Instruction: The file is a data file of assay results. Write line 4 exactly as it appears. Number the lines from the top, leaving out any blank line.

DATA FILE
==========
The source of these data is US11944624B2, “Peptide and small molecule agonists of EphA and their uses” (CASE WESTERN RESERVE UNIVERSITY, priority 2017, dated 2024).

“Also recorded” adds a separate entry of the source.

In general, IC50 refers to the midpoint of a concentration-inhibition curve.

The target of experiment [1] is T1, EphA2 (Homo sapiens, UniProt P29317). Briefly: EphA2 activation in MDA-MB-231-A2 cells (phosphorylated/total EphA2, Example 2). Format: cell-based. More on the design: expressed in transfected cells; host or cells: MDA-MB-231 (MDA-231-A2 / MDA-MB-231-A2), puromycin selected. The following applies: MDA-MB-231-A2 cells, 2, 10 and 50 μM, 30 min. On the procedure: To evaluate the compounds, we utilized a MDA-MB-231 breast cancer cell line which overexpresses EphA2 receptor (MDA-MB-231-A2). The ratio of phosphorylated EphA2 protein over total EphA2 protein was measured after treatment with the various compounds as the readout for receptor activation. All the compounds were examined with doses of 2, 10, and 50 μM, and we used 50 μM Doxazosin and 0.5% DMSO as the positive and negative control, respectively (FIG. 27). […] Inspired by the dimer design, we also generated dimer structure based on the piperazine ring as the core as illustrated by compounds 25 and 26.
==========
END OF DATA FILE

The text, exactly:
The target of experiment [1] is T1, EphA2 (Homo sapiens, UniProt P29317). Briefly: EphA2 activation in MDA-MB-231-A2 cells (phosphorylated/total EphA2, Example 2). Format: cell-based. More on the design: expressed in transfected cells; host or cells: MDA-MB-231 (MDA-231-A2 / MDA-MB-231-A2), puromycin selected. The following applies: MDA-MB-231-A2 cells, 2, 10 and 50 μM, 30 min. On the procedure: To evaluate the compounds, we utilized a MDA-MB-231 breast cancer cell line which overexpresses EphA2 receptor (MDA-MB-231-A2). The ratio of phosphorylated EphA2 protein over total EphA2 protein was measured after treatment with the various compounds as the readout for receptor activation. All the compounds were examined with doses of 2, 10, and 50 μM, and we used 50 μM Doxazosin and 0.5% DMSO as the positive and negative control, respectively (FIG. 27). […] Inspired by the dimer design, we also generated dimer structure based on the piperazine ring as the core as illustrated by compounds 25 and 26.